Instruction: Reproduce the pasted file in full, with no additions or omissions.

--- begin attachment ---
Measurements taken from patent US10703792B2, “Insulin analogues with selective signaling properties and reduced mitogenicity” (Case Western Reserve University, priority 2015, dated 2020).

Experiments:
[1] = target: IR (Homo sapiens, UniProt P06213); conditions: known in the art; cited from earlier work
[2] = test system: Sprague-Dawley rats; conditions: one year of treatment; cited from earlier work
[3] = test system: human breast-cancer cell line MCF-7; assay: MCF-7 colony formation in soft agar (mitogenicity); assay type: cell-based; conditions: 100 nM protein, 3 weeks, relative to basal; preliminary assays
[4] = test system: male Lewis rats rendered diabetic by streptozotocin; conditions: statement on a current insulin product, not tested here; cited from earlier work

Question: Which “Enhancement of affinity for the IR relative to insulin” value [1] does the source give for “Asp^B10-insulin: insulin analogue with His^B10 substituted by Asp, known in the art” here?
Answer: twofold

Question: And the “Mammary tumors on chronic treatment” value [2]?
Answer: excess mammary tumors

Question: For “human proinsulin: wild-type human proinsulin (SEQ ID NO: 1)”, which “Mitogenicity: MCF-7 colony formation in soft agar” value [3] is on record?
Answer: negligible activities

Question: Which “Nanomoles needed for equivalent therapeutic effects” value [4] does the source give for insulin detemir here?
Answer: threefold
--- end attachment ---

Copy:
Measurements taken from patent US10703792B2, “Insulin analogues with selective signaling properties and reduced mitogenicity” (Case Western Reserve University, priority 2015, dated 2020).

Experiments:
[1] = target: IR (Homo sapiens, UniProt P06213); conditions: known in the art; cited from earlier work
[2] = test system: Sprague-Dawley rats; conditions: one year of treatment; cited from earlier work
[3] = test system: human breast-cancer cell line MCF-7; assay: MCF-7 colony formation in soft agar (mitogenicity); assay type: cell-based; conditions: 100 nM protein, 3 weeks, relative to basal; preliminary assays
[4] = test system: male Lewis rats rendered diabetic by streptozotocin; conditions: statement on a current insulin product, not tested here; cited from earlier work

Question: Which “Enhancement of affinity for the IR relative to insulin” value [1] does the source give for “Asp^B10-insulin: insulin analogue with His^B10 substituted by Asp, known in the art” here?
Answer: twofold

Question: And the “Mammary tumors on chronic treatment” value [2]?
Answer: excess mammary tumors

Question: For “human proinsulin: wild-type human proinsulin (SEQ ID NO: 1)”, which “Mitogenicity: MCF-7 colony formation in soft agar” value [3] is on record?
Answer: negligible activities

Question: Which “Nanomoles needed for equivalent therapeutic effects” value [4] does the source give for insulin detemir here?
Answer: threefold